Last Friday, I was sitting with friends at a local football game. The four of us are active democrats. Behind us sat a family (mom, dad, voting age son) I’ve known for a few years through youth sports. This family is politically quite conservative.
Deval’s name came up and one of the conservatives piped up in a sarcastic tone, “free education for immigrants”
Most of us know how wrong this statement is yet it was spun with sufficient energy by anti-Deval people that the conservative sitting behind me quoted it like it was gospel truth. Can “Spend-it-all-Deval” be any different?
Sadly, that means we must fight fire with fire – we cannot go on the defensive and attempt to deny Healey’s claim. Instead, we must go on the offensive.
I’m not much for political writing but here is a suggestion: Mealy mouthed Healey or Mealy Healey for short…
On the top left side of this page is a wonderful list of “for _____ before she was against it” I think they would serve as good (not great) examples of Healey being mealy mouthed.
Does anyone have any better examples?
ADJECTIVE: Unwilling to state facts or opinions simply and directly.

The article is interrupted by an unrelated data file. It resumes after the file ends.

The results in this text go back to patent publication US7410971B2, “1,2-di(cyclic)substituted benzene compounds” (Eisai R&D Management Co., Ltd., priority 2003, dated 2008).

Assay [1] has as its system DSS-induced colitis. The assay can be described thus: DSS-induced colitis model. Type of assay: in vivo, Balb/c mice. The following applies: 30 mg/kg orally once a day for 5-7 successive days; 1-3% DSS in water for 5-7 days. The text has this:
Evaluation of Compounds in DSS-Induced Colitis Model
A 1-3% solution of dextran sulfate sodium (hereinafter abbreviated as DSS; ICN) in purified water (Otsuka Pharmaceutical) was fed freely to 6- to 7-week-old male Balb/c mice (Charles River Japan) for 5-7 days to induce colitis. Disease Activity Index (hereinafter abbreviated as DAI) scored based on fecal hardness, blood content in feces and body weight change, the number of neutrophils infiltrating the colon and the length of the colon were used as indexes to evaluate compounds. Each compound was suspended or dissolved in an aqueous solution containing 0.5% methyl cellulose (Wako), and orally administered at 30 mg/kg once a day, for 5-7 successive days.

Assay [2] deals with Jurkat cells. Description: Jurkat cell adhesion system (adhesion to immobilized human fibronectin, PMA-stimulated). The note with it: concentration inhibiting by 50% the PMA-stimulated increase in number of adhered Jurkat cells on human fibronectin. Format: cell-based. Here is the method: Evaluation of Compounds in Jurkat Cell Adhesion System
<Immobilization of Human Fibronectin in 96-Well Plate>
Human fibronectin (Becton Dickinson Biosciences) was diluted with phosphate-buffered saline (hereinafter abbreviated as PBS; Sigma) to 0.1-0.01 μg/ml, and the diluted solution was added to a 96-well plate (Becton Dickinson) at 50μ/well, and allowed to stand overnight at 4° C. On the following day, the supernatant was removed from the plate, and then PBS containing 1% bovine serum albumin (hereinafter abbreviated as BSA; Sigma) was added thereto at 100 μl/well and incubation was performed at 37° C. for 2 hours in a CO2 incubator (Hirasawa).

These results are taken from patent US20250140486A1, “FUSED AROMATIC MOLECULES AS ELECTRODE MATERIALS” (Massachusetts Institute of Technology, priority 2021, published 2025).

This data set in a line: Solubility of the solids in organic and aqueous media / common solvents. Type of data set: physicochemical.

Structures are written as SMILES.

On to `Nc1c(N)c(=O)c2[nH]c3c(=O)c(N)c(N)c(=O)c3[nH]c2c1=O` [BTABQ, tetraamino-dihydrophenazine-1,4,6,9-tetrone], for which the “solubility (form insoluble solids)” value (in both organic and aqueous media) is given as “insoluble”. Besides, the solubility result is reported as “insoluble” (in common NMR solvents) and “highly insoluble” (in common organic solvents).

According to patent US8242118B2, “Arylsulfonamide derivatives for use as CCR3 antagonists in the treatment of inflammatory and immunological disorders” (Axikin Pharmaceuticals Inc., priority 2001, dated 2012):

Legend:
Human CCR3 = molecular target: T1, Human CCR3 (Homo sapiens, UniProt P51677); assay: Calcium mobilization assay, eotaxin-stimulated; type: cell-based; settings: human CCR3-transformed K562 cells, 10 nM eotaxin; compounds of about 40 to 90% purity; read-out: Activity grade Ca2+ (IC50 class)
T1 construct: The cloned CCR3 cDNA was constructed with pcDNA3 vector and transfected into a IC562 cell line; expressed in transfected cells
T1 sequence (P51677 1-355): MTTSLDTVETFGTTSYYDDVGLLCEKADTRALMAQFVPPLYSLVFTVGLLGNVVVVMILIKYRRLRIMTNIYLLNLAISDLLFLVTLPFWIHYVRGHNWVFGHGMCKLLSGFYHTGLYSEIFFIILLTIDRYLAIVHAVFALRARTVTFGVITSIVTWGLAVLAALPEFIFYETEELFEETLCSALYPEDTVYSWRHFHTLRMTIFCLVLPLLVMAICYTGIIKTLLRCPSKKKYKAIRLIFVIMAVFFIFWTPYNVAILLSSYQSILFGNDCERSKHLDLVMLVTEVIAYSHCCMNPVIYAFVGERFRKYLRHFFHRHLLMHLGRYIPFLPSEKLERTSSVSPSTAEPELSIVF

WORD HISTORY: It seems fitting that Martin Luther, a man noted for the forthright expression of his ideas, may have had a hand in giving us the contemptuous term we apply to those unwilling to state facts or opinions directly. Mealy-mouthed may come from a saying such as German Mehl im Maule behalten, to carry meal in the mouth, that is, not to be direct in speech, which occurs in Luther’s writings. In English we find the terms mealmouth (1546) and meal-mouthed (1576) recorded around the same time that we find mealymouthed (around 1572). Mealy-mouthed is the only form that survived to describe this trait described by Luther, which not only survives but flourishes in our time.